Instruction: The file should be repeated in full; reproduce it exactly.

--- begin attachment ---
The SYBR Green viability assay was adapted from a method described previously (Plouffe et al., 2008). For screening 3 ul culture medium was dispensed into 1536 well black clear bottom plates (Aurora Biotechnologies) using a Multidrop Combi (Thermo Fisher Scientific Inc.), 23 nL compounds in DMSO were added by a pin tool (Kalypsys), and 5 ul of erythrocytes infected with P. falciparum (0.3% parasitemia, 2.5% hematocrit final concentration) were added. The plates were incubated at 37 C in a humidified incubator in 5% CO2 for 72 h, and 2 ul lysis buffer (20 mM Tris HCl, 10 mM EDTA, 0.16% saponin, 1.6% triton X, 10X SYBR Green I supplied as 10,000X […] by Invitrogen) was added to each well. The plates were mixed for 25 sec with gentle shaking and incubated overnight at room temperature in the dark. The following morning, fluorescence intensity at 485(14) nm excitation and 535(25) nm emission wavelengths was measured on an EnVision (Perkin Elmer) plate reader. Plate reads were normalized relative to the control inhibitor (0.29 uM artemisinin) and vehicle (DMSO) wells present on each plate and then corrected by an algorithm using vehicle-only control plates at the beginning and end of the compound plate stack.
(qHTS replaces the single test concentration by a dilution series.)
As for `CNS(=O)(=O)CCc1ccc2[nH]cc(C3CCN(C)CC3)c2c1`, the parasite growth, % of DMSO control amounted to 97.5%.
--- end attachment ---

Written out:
The SYBR Green viability assay was adapted from a method described previously (Plouffe et al., 2008). For screening 3 ul culture medium was dispensed into 1536 well black clear bottom plates (Aurora Biotechnologies) using a Multidrop Combi (Thermo Fisher Scientific Inc.), 23 nL compounds in DMSO were added by a pin tool (Kalypsys), and 5 ul of erythrocytes infected with P. falciparum (0.3% parasitemia, 2.5% hematocrit final concentration) were added. The plates were incubated at 37 C in a humidified incubator in 5% CO2 for 72 h, and 2 ul lysis buffer (20 mM Tris HCl, 10 mM EDTA, 0.16% saponin, 1.6% triton X, 10X SYBR Green I supplied as 10,000X […] by Invitrogen) was added to each well. The plates were mixed for 25 sec with gentle shaking and incubated overnight at room temperature in the dark. The following morning, fluorescence intensity at 485(14) nm excitation and 535(25) nm emission wavelengths was measured on an EnVision (Perkin Elmer) plate reader. Plate reads were normalized relative to the control inhibitor (0.29 uM artemisinin) and vehicle (DMSO) wells present on each plate and then corrected by an algorithm using vehicle-only control plates at the beginning and end of the compound plate stack.
(qHTS replaces the single test concentration by a dilution series.)
As for `CNS(=O)(=O)CCc1ccc2[nH]cc(C3CCN(C)CC3)c2c1`, the parasite growth, % of DMSO control amounted to 97.5%.